A Truth Commission?
The Danger in Democrats’ Rush to Investigate
By David B. Rivkin Jr. and Lee A. Casey
Tuesday, February 17, 2009; A13

A growing chorus of critics is demanding the creation of a special commission to "investigate" the Bush administration’s alleged abuses of power, especially prosecution of the war on terrorism. Senate Judiciary Committee Chairman Patrick Leahy called for a "truth commission" last week, and House Judiciary Committee Chairman John Conyers Jr. has introduced legislation to establish a National Commission on Presidential War Powers and Civil Liberties.

For his part, President Obama has reacted coolly to calls to investigate Bush officials. Obama is right to be skeptical; this is a profoundly bad idea — for policy and, depending on how such a commission were organized and operated, for legal and constitutional reasons.

What do you mean, "legal and constitutional reasons"? If you can handle the legalities of extraordinary rendition, waterboarding and other types of torture, surely setting up a commission will be straightforward enough.

There is nothing new about "blue ribbon" commissions. Notable examples are the Warren Commission, established by President Lyndon Johnson to review the circumstances of President John F. Kennedy’s assassination, and the Sept. 11 commission, organized by Congress to consider the intelligence and security failures surrounding the events of that day in 2001.

See? We’ve had lots of practice. As for policy reasons, what better policy is possible than convincing everyone (and we’re talking citizens of the USofA here) where the limit of lies lays?

Because let’s face it…you’re going to teach folks that whether you investigate and prosecute, or you let it all hit the floor in history’s cutting room.

The Constitution requires that anyone exercising significant authority under federal law be appointed by the president with the Senate’s advice and consent, or by department heads or the courts in the case of lower-level officials. So the commission would be unlawful if it served anything but an advisory role.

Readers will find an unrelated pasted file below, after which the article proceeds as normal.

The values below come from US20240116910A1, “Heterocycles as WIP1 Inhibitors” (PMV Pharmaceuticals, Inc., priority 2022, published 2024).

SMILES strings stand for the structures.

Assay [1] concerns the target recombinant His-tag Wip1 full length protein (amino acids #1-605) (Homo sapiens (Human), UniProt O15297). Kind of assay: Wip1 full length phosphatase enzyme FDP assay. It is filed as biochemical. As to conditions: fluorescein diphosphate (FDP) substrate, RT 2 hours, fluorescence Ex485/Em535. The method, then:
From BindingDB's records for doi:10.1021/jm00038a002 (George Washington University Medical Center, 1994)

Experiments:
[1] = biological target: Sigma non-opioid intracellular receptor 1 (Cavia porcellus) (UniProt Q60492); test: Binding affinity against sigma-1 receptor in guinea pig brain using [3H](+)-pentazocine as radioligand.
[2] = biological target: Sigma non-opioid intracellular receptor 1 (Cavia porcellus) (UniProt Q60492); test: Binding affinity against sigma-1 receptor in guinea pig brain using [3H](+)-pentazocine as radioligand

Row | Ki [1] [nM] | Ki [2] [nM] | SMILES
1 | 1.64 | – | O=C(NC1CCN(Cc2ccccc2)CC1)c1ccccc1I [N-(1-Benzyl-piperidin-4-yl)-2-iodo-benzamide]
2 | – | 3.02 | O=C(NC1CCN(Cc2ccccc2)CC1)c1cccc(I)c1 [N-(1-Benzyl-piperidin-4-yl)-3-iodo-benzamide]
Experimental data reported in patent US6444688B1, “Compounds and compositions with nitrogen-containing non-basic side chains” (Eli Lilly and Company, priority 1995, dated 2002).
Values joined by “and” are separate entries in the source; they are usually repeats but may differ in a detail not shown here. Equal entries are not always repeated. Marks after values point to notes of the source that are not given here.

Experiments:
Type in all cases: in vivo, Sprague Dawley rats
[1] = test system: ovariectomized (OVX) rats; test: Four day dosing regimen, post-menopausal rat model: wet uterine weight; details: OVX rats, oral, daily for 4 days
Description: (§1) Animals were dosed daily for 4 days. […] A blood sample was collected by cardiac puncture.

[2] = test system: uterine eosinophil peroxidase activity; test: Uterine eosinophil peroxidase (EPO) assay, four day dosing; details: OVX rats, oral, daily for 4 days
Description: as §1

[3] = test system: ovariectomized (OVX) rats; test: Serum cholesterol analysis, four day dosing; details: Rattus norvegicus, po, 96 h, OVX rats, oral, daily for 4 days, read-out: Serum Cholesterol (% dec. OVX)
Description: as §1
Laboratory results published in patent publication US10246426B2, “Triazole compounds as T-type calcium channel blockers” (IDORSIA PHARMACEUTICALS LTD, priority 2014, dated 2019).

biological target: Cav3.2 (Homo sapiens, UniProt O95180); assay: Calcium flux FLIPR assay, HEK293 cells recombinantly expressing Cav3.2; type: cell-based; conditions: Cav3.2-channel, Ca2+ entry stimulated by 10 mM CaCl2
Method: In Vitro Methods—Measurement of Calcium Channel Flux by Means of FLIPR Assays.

Actually, Article I, Section 8 on the limits of Congress’ power says it has the power

To make all laws which shall be necessary and proper for carrying into execution the foregoing powers, and all other powers vested by this Constitution in the government of the United States, or in any department or officer thereof.

That means they can take steps designed to compel the government of the United States, or any department or officer thereof to fulfill its legally and Constitutionally mandated duty to establish justice, ensure domestic tranquility, provide for the common defense, promote the general welfare, and secure the blessings of liberty for the citizenry…all tasks the previous administration has failed miserably at. The form and means of that failure include certain war crimes the criminals not only voluntarily confessed to, but bragged about and defended before…literally…millions of witnesses worldwide.

The separation of powers also requires that officials exercising executive authority, such as the power to investigate potential violations of federal law with a view toward prosecution, be subject to presidential removal — at least for good cause.

Actually, the seperation of powers requires the President be unable to effect the operation of Congress in any way outside of vetoing legislation. I base this on the plain-text meaning of the word "separation."

I defy our legal eagles here to support their position on this in less than 1000 words. Ideally some of those words would come from the Constitution, but I’m willing to bend a bit so that the entertainment can proceed.

A commission designed to investigate alleged criminal conduct by particular individuals — especially a commission with subpoena power — also raises serious concerns about due process that could render it unconstitutional.

"Could", huh? So we’ll just take steps in designing it that insure it doesn’t. Like using Congressional subpoenas, which we have extensive experience with.

I mean, that "could" means Messrs. Rivkin and Casey know it is possible to set up such commissions to pass Constitutional muster.

I’ll say this, though: I would much prefer this come from The Department (they don’t get to call themselves the Justice Department again until the do us some justice). This Congressional investigation thing is a distant second, but nothing else even comes close.